Suzanne: Please tell us your secrets.  How do you combine several decades with fine art and commercial work?

Stephen: I’ll let you in on the secret, its been passed on to me by several extraordinary photographers. PASSION & HARD WORK. Equal parts of both, that’s it! Talent is just 5% of the equation. My philosophy has always been that if I’m feeling comfortable, I’m DEFINITELY not working hard enough. I’ve been fortunate to have a symbiotic relationship with both worlds. I’ve found that when I do my own work, it’s always about what’s in my heart and soul. As a result the work is pure and original. When you create work that’s personal, it can inspire ideas. When I’m hired to execute a commercial campaign I think about what work attracted my clients to me. Its almost always derivative of something I’ve photographed for myself. I bring the same passion, energy and attention to detail to both arenas. I’ve always lived by the motto “you’re only as good as your last shot”.

Suzanne: What advice can you give to the photographer just started out?  How has this business changed?

Stephen: Young photographers enter an industry that’s going through a tectonic shift. My advice to a developing photographer would be; shoot what you LOVE to photograph, not the images you think will get you work. It’s only through developing a personal vision that enables you to find a singular voice within this extraordinarily crowded field. Innovate and embrace change, don’t get to comfortable, and focus on competing with yourself and no one else. Gain your inspiration by doing the work.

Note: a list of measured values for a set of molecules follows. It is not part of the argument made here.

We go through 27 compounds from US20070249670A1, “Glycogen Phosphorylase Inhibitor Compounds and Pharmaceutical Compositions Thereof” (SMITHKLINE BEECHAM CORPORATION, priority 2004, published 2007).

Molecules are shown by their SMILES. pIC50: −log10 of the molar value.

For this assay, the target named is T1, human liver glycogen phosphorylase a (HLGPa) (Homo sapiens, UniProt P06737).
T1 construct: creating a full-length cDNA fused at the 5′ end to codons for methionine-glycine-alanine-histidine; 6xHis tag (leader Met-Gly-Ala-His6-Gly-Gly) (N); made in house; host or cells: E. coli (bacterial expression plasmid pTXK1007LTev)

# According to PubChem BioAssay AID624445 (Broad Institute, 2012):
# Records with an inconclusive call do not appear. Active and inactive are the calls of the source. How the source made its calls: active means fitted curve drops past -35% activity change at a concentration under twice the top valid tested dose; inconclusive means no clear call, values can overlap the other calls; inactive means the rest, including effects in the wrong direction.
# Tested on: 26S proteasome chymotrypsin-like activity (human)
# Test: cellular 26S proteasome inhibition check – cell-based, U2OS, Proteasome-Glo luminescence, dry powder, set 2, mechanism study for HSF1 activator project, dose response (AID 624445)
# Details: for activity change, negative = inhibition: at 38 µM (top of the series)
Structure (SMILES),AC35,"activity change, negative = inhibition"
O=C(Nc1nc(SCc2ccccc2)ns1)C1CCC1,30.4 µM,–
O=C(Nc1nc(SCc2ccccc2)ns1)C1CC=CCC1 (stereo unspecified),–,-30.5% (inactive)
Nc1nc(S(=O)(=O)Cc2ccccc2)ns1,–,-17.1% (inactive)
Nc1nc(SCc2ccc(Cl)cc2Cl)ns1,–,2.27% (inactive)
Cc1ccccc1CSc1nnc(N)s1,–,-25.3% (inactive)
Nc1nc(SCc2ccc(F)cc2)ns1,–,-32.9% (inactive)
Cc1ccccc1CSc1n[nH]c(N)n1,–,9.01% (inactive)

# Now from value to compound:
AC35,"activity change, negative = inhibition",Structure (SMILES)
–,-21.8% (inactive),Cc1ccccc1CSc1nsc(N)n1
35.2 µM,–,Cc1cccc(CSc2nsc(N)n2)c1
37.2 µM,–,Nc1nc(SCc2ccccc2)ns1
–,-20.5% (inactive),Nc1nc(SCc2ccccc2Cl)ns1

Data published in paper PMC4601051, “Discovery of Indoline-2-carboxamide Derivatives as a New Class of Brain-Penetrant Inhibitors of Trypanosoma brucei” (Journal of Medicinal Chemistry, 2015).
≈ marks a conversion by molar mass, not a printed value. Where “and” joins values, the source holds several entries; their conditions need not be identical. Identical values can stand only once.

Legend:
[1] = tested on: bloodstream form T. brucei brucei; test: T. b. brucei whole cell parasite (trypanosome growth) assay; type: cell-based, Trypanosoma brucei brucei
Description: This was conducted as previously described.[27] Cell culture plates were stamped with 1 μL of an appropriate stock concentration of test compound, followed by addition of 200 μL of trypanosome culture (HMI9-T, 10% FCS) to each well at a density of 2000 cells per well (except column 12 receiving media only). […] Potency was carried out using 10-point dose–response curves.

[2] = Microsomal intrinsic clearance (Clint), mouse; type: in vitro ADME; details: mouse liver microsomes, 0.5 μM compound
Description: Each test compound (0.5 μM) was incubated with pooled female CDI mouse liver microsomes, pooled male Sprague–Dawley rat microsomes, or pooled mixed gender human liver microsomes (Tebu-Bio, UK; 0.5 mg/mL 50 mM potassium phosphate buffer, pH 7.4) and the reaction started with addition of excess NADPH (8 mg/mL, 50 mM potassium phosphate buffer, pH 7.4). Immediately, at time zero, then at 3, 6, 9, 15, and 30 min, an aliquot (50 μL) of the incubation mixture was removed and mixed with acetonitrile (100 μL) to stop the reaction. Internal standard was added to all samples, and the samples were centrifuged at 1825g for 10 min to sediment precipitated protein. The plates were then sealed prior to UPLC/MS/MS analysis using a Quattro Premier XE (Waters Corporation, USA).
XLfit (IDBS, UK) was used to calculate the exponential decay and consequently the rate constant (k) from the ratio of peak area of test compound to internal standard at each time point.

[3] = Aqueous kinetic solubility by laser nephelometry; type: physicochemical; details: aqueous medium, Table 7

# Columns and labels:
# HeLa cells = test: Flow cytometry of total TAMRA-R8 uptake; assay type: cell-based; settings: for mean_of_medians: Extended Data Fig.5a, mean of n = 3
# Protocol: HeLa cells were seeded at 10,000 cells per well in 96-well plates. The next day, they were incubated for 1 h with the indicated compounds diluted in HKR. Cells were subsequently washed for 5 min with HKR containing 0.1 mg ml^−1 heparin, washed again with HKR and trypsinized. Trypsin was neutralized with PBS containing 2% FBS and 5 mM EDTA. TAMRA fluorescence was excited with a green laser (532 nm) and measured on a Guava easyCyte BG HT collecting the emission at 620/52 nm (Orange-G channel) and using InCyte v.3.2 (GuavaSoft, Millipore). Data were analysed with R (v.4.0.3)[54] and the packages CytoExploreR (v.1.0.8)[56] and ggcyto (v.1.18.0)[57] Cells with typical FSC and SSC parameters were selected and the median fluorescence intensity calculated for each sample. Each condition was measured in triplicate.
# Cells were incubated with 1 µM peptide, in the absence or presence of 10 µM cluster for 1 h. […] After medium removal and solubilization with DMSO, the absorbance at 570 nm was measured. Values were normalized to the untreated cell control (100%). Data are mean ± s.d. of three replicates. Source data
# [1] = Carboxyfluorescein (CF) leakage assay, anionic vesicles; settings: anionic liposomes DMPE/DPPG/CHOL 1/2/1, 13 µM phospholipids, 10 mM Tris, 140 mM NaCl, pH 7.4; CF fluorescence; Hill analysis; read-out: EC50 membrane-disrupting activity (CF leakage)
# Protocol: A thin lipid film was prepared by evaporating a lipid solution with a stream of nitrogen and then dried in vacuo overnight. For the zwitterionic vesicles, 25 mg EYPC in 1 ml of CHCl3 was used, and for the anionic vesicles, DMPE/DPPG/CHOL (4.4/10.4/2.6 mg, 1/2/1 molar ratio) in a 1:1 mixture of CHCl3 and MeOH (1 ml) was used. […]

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Stephen Wilkes has been widely recognized for his fine art and commercial photography. Wilkes has won numerous awards and honors, and continues to exhibit his work in both galleries and museums. He is represented by Peter Fetterman Gallery, Los Angeles, and The Monroe Gallery of Photography, Santa Fe.

APE contributor Suzanne Sease currently works as a consultant for photographers and illustrators around the world. She has been involved in the photography and illustration industry since the mid 80s, after founding the art buying department at The Martin Agency then working for Kaplan-Thaler, Capital One, Best Buy and numerous smaller agencies and companies..

Suzanne Sease

There Are 3 Comments On This Article.

  1. andy mccallie

    “Innovate and embrace change, don’t get to comfortable, and focus on competing with yourself and no one else. Gain your inspiration by doing the work.”

    Excellent words of advice. I’m just starting out and reading thoughts like this are incredibly helpful. Thank you!

  2. “My advice to a developing photographer would be; shoot what you LOVE to photograph, not the images you think will get you work. It’s only through developing a personal vision that enables you to find a singular voice within this extraordinarily crowded field.”

    This advice is something that all developing photographers need to hear. Thank you for your great advice.